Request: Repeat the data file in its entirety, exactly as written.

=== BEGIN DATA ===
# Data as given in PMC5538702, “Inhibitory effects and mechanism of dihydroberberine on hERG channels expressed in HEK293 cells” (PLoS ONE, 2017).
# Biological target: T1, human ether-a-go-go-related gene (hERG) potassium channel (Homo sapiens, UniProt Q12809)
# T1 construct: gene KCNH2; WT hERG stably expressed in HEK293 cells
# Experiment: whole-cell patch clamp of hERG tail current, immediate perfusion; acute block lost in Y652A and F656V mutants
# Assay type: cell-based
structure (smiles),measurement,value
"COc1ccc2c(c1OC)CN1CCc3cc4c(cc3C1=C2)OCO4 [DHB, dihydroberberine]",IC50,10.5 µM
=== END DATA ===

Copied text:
# Data as given in PMC5538702, “Inhibitory effects and mechanism of dihydroberberine on hERG channels expressed in HEK293 cells” (PLoS ONE, 2017).
# Biological target: T1, human ether-a-go-go-related gene (hERG) potassium channel (Homo sapiens, UniProt Q12809)
# T1 construct: gene KCNH2; WT hERG stably expressed in HEK293 cells
# Experiment: whole-cell patch clamp of hERG tail current, immediate perfusion; acute block lost in Y652A and F656V mutants
# Assay type: cell-based
structure (smiles),measurement,value
"COc1ccc2c(c1OC)CN1CCc3cc4c(cc3C1=C2)OCO4 [DHB, dihydroberberine]",IC50,10.5 µM